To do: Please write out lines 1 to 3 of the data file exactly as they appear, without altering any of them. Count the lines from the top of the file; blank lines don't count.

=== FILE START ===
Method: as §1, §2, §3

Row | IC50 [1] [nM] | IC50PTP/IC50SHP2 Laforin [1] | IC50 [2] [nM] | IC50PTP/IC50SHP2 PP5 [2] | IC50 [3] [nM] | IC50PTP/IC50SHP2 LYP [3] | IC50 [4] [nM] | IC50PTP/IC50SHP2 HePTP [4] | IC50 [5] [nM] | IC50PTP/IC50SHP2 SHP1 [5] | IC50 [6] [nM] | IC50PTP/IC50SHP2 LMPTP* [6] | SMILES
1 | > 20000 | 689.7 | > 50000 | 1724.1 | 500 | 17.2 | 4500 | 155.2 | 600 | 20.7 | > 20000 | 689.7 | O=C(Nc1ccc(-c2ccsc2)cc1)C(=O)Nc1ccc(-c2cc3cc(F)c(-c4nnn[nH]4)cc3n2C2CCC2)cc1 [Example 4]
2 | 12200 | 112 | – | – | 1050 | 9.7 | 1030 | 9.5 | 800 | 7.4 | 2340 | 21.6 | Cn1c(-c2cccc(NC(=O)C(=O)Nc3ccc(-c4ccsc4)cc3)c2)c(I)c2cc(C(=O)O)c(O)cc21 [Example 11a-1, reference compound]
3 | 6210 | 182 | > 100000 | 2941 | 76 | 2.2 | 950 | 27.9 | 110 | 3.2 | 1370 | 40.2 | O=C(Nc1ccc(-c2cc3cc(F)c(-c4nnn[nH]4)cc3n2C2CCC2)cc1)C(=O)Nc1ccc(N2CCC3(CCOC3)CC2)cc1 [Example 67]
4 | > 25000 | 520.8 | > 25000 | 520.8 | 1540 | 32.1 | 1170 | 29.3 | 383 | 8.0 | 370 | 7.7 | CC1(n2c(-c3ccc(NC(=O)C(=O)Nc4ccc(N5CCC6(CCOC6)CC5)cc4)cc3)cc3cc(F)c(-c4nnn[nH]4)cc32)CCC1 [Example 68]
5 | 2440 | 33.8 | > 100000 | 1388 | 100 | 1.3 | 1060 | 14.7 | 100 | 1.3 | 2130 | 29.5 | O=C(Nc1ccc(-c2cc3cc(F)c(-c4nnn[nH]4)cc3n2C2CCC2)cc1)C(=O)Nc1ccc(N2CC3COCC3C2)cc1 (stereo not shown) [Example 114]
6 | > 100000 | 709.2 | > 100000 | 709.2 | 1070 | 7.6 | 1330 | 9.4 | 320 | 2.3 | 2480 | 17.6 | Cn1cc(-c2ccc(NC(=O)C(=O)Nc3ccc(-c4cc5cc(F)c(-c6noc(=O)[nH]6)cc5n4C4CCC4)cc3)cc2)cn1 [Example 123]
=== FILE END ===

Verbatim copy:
Method: as §1, §2, §3

Row | IC50 [1] [nM] | IC50PTP/IC50SHP2 Laforin [1] | IC50 [2] [nM] | IC50PTP/IC50SHP2 PP5 [2] | IC50 [3] [nM] | IC50PTP/IC50SHP2 LYP [3] | IC50 [4] [nM] | IC50PTP/IC50SHP2 HePTP [4] | IC50 [5] [nM] | IC50PTP/IC50SHP2 SHP1 [5] | IC50 [6] [nM] | IC50PTP/IC50SHP2 LMPTP* [6] | SMILES
1 | > 20000 | 689.7 | > 50000 | 1724.1 | 500 | 17.2 | 4500 | 155.2 | 600 | 20.7 | > 20000 | 689.7 | O=C(Nc1ccc(-c2ccsc2)cc1)C(=O)Nc1ccc(-c2cc3cc(F)c(-c4nnn[nH]4)cc3n2C2CCC2)cc1 [Example 4]